.Skywalk—The Gospel of Luke

I’m of the generation that saw Star Wars in the theater in 1977 as a young child, and since then I’ve watched the original trilogy more times than I can count. A few years ago—after embarking on the spiritual journey to defeat the “dragon,” awaken the “sleeping princess” and find the “Grail Castle”—hint: it’s just a left and a right and over a drawbridge—I watched the first three films again, focused entirely on the arc of Luke Skywalker.

No matter what happened on screen, I kept Luke in my mind until I could hold his entire development in one cohesive image, how he goes from naive farm boy to the Jedi adept we see at the end. But to reach that exalted state, Luke must first endure the trials of the dark second film, which is loaded with motifs drawn from the process of initiation into a knightly spiritual order.

Empire Strikes Back opens with Luke demonstrating his growing Force powers as he pulls the fallen lightsaber to him in order to defeat the snow monster. But when he later arrives on the chthonic swamp planet seeking the great Jedi master, he falls back on his impatient, immature personality. This is common in the process of spiritual awakening as the higher self tries to break free, but the egoic mind keeps defaulting to the old personality. Luke feels understandably confused, now a seeker but also a doubter, wondering if he’s even on the right path. When he finally finds Yoda, the great guru does not look as he expected, making the point that enlightenment unfolds in particular ways and from sources that one could never guess.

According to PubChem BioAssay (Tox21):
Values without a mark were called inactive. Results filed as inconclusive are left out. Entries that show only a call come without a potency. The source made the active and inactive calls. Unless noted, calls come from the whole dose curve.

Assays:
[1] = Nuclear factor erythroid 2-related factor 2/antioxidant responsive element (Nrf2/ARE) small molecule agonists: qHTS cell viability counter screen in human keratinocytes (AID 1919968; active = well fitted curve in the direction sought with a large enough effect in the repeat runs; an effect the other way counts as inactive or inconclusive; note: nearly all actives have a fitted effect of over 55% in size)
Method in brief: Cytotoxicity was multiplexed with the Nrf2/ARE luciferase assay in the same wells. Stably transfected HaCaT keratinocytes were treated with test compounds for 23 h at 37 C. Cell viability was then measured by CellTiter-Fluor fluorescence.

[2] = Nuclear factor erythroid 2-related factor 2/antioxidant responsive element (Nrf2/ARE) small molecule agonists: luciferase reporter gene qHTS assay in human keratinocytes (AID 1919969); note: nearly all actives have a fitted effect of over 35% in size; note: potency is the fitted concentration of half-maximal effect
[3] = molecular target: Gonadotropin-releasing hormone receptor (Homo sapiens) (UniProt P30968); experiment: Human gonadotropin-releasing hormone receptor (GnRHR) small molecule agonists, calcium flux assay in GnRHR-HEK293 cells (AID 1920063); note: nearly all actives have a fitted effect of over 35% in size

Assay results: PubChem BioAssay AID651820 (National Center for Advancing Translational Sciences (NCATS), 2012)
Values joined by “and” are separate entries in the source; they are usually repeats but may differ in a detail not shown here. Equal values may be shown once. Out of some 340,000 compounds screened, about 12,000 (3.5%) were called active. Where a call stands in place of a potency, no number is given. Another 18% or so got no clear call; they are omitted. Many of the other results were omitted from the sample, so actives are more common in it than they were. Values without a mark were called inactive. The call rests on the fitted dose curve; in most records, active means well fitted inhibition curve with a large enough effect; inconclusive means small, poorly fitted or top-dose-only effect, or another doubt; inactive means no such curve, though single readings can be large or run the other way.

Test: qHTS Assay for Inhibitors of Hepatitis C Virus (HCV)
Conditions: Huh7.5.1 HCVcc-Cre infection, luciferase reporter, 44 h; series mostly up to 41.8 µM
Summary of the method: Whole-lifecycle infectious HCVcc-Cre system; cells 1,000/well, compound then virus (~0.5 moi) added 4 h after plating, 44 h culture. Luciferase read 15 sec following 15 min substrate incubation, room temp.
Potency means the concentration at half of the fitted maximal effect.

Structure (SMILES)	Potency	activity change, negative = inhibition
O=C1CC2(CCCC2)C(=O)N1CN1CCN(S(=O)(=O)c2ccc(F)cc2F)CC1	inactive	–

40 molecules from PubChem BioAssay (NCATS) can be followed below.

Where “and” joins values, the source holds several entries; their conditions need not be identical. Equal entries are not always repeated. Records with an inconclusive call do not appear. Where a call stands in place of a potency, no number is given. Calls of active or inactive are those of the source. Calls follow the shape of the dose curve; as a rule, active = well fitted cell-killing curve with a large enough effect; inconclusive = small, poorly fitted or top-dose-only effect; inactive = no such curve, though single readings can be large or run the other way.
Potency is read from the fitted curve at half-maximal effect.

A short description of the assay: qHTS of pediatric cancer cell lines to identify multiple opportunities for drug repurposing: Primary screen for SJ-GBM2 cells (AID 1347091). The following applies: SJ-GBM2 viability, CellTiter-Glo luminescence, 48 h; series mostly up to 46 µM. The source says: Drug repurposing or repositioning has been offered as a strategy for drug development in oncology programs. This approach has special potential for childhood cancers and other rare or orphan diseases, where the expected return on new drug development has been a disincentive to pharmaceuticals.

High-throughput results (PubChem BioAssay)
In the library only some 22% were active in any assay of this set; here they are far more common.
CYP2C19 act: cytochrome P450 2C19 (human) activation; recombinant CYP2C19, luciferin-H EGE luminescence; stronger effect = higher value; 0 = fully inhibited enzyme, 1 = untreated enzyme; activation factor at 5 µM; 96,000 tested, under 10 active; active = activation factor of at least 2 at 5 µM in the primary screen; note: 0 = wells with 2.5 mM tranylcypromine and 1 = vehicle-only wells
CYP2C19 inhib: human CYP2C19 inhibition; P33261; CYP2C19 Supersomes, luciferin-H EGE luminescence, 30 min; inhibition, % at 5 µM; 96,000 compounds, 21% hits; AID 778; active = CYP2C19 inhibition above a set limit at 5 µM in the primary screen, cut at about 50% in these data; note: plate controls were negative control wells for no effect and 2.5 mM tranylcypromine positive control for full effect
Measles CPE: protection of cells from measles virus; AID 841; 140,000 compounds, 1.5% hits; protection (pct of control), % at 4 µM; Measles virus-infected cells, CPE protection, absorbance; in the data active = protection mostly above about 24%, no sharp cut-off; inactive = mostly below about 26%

Now the breaking down of Luke’s old ego commences with a series of trials that bring an equal amount of success and failure. Luke’s entire consciousness is rebuilt, including what is possible and who he really is. After the mystic experience of confronting his shadow in the mask of Darth Vader, Luke learns the horrible truth that the lord of darkness is his real father, sacrificing his arm to discover the truth. And in keeping with initiatic traditions extending through alchemy and medieval chivalric legends, Luke learns he has a “twin sister,” here literalized as the character Princess Leia, but which can be read esoterically as Luke’s awakened anima, or soul.

We’ll finish our New Year’s series on spiritual rebirth with a final look at Luke’s ego death and new, twice-born Jedi self in our next column, and relate it to an ancient tale in the Hindu tradition.

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